9. THE GREATEST SHOWMAN – Hugh Jackman has said that “A bad musical stinks to high heaven, but when a musical works, there’s nothing like it. It’s everyone coming together and opening their heart.” THE GREATEST SHOWMAN worked for me and opened my heart, too. Its reverence for musicals of old shines through every frame and its impressive soundtrack has been played on repeat endlessly since my first viewing of the film. It may not be a perfectly accurate historical representation of P.T. Barnum, but as entertainment it is a fun and emotionally provocative family-friendly film complete with several inspirational messages. It’s the kind of film that deserves being seen with an audience, a real crowd pleaser.

 

8. DARKEST HOUR – Winston Churchill is a fascinating figure. Historian and politician, but also extraordinary leader. His actions within that first month as British Prime Minister changed the course of world history. Had he sued for peace, who knows if Hitler would have been stopped from overtaking Europe (and beyond). DARKEST HOUR is a high-energy thriller as much as a period piece drama, with Wright combining the two styles to form an incredible, visceral, inspiring film experience that is anchored by Gary Oldman’s award-worthy transformation and performance.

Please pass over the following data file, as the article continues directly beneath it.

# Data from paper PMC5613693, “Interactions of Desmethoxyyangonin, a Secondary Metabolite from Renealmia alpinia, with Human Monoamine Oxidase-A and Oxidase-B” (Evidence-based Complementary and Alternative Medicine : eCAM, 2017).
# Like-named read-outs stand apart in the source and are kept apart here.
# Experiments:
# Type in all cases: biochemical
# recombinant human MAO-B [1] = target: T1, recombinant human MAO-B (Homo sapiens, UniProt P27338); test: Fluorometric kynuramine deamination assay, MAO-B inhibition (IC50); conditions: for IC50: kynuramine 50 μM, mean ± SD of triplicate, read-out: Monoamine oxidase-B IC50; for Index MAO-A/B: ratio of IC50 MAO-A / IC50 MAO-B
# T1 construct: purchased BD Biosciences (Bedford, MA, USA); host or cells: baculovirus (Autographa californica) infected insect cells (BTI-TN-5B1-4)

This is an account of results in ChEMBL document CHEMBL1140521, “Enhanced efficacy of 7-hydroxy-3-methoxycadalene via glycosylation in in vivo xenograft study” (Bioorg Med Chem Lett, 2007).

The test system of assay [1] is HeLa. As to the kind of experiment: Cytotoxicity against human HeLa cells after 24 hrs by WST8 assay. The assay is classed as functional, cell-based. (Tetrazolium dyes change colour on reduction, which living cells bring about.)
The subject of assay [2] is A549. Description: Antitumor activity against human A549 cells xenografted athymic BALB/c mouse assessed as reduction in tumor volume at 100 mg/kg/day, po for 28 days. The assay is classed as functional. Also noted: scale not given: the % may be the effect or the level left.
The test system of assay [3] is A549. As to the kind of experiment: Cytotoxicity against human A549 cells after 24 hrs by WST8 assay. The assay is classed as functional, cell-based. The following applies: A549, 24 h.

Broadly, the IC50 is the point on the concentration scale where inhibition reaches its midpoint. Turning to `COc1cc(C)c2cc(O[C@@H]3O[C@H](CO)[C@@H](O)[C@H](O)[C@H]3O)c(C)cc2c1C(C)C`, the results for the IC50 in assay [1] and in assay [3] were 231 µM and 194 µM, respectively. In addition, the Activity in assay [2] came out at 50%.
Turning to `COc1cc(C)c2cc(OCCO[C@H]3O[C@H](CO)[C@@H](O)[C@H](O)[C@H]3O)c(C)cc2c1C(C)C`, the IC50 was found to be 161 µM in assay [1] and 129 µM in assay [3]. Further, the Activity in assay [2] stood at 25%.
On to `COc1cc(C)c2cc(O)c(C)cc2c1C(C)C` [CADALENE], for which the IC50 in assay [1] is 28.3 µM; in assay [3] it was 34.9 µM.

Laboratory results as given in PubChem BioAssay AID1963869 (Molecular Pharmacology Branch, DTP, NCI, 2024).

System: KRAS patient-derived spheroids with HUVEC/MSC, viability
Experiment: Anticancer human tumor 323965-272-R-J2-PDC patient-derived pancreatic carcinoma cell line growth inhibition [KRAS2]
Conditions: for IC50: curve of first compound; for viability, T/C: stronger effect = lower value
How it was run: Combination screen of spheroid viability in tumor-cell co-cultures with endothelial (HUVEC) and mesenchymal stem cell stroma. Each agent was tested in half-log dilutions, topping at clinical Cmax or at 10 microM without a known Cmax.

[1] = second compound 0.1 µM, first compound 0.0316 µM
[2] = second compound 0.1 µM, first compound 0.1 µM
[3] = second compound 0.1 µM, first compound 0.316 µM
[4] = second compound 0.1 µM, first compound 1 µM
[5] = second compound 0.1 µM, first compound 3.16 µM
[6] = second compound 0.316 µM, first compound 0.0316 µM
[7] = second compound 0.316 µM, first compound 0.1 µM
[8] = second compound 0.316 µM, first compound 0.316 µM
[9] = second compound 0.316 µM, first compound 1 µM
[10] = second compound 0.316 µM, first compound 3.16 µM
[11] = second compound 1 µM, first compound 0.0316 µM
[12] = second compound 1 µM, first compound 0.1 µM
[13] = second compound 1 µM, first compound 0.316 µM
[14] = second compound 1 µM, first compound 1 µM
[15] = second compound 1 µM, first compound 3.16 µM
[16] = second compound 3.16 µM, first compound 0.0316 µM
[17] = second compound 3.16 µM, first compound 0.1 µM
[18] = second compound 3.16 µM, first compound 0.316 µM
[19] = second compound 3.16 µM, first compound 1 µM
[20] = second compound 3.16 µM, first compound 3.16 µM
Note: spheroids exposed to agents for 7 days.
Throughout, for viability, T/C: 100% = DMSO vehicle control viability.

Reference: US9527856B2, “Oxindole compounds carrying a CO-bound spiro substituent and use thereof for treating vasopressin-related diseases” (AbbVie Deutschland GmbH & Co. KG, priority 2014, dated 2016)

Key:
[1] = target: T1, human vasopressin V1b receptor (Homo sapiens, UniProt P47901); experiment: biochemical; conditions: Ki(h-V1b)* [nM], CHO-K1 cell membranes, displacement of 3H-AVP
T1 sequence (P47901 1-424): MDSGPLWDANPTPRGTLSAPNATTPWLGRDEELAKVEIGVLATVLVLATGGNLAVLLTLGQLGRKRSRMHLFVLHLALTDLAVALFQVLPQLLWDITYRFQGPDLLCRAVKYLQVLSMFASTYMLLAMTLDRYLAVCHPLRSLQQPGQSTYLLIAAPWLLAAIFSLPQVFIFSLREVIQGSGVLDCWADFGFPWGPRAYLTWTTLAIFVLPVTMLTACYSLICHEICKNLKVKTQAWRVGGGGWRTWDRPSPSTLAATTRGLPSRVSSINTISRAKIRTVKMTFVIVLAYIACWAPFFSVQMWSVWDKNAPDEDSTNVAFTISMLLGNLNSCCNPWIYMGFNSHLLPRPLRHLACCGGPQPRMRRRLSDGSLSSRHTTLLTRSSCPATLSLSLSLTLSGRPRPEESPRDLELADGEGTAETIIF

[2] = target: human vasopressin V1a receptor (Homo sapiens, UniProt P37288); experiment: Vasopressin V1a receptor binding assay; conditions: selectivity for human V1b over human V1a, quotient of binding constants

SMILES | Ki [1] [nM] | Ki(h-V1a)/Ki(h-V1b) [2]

7. THE FLORIDA PROJECT – THE FLORIDA PROJECT wowed me in a way that few films did this year. I resonated deeply with its primary theme of empathy. As a parent myself, watching it was sometimes difficult but always worthwhile. My hope is that many will see this poignant film and begin to look a little more closely (and with more compassion) at those outside the margins as they go about their everyday lives, and perhaps even be called to action. Sean Baker continues to be one of our best young directors and he has created a film that is unforgettable down to the final shot.